Term: 
Revenue Share
Minimum Royalty:
Advance:

23)  Vivendi Universal Games
Status: Signed Contract
Term: Multi Year
Revenue Share on Game Titles Purchased
Minimum Royalty: No
Advance: Yes

-8-

The Company currently has outstanding balances in the sum of $885,000 owed to publishers and developers. These content providers include Riverdeep, Codemasters, Atari, Inc., Enlight Interactive, Vivendi Universal and Eidos. Due to the outstanding balances, these content providers may elect to terminate their agreements with the Company and not provide content now or in the future. This would add risk to the success of the Phantom Game Service and to viability of the Company.

The Company believes that based on Ms. Schoback’s resignation and the outstanding balances due to the above noted content suppliers, there is additional risk in securing the content needed to fully populate the service. However it should be noted that due to the fact that the Company only requires the Gold Master version of each PC-based game, there is no new production on the part of publishers and developers of game content and any revenues are purely incremental. This is to say that no content provider has expended significant financial resources against producing product for the Phantom Game Service and while the Company may have less than ideal relations with the content community at this time, the viability of repairing any damaged relationship is feasible and no out of pocket financial risk on the part of publishers or developers is at stake.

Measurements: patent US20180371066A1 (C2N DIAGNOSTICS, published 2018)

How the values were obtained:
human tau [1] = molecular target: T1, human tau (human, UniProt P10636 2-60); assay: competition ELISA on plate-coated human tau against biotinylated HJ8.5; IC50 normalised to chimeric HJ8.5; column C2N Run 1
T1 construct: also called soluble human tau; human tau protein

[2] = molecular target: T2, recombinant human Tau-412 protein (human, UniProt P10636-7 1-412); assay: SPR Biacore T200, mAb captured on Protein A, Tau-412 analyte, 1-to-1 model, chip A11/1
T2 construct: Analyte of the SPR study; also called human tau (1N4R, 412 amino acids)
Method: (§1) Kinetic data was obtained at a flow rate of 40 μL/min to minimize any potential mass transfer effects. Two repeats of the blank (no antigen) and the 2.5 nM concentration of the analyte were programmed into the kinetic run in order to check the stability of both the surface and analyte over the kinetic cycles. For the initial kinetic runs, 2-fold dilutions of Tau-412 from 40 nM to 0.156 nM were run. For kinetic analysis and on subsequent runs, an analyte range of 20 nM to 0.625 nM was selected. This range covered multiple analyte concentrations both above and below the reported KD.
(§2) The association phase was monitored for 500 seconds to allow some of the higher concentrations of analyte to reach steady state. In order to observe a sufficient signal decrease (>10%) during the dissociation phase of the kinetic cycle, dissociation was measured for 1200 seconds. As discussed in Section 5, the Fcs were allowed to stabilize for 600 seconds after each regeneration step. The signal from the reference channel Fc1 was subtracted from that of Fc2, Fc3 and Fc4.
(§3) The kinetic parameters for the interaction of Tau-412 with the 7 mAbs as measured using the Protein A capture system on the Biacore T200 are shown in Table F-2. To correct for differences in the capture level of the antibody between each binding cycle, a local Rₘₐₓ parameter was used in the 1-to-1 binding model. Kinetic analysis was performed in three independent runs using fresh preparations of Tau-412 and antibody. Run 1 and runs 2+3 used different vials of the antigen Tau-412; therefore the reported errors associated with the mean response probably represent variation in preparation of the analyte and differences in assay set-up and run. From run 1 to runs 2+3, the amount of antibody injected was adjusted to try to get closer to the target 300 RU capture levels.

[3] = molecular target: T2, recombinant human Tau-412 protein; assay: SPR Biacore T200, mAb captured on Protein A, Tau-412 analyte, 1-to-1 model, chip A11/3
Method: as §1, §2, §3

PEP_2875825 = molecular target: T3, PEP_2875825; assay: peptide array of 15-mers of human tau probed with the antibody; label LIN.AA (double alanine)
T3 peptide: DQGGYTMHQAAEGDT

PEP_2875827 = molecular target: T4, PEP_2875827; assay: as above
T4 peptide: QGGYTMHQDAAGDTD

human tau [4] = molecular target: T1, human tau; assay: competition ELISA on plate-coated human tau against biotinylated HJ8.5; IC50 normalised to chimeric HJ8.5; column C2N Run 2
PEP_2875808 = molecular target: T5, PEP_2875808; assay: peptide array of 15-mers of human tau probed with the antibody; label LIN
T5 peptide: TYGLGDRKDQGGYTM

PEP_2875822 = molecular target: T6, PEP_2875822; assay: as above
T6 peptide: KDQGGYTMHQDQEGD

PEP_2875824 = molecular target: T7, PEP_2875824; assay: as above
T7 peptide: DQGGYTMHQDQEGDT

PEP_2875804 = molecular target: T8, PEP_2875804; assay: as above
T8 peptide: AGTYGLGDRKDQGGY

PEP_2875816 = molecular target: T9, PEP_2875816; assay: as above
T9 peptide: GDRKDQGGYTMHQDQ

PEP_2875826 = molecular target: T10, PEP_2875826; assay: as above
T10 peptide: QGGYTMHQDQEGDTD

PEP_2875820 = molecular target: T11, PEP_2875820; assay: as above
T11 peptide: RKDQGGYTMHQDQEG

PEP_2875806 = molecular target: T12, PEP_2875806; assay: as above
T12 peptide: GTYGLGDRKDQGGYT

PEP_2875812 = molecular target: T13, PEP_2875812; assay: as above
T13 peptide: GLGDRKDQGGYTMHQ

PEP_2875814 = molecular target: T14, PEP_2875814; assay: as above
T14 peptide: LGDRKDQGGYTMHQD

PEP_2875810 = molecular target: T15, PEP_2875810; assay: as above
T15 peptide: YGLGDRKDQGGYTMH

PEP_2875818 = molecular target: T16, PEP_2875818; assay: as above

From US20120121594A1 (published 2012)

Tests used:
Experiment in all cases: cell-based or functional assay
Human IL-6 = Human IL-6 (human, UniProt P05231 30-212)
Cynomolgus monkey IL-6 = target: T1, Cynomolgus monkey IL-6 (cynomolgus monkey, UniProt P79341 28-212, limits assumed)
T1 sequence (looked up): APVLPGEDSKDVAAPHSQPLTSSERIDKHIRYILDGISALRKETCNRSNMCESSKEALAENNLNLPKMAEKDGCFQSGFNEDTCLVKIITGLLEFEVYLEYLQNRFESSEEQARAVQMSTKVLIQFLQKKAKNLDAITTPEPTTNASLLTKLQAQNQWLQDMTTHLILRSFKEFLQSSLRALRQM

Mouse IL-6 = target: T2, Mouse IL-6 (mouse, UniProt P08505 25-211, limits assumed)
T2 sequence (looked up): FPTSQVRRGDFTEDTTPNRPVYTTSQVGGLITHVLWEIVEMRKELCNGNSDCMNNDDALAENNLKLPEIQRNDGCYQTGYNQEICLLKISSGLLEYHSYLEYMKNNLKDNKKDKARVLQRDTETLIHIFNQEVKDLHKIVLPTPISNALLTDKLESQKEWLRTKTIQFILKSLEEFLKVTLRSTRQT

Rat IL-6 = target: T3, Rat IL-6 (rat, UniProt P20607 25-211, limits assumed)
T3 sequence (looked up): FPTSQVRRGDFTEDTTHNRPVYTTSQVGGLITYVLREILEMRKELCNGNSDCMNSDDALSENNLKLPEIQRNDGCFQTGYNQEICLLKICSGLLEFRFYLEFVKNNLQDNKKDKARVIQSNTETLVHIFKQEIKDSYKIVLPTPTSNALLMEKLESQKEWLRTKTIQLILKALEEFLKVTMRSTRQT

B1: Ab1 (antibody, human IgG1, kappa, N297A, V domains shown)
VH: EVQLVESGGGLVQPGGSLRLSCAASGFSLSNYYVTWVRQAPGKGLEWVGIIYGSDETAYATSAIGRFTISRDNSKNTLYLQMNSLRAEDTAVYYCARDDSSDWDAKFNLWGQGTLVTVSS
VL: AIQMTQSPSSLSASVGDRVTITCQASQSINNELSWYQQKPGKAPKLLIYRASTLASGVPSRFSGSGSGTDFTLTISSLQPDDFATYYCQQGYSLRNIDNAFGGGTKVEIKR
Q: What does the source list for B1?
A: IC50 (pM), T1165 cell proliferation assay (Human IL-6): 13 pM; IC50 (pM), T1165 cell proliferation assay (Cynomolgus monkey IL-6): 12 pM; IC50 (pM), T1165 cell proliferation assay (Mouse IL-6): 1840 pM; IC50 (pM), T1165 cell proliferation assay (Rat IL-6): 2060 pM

DISTRIBUTION STRATEGY

We intend to market and sell the Phantom Game Service, the Phantom Game Receiver and related accessories primarily through retail channels.

Our retail partner program is designed to generate new recurring revenue streams for retailers from the sale of the Phantom Game Service. Retailers will receive a percentage of the subscription revenue and games purchased over the life of the subscription in addition to their profit margin from sales of the Phantom Game Receiver. In today’s model there is no commitment from the consumer to return to the same retailer for additional purchases nor is there a monthly service fee for the retailer to share revenue from. Under our model the original selling retailer will receive a recurring revenue stream in two forms from each consumer they sell to 1) they will receive a percentage of the monthly service fee and 2) they will receive a percentage of each additional titles purchased through the receiver. We are in the process of entering into distribution agreements with prominent retail partners in order to provide the Phantom Game Service with nationwide retail coverage.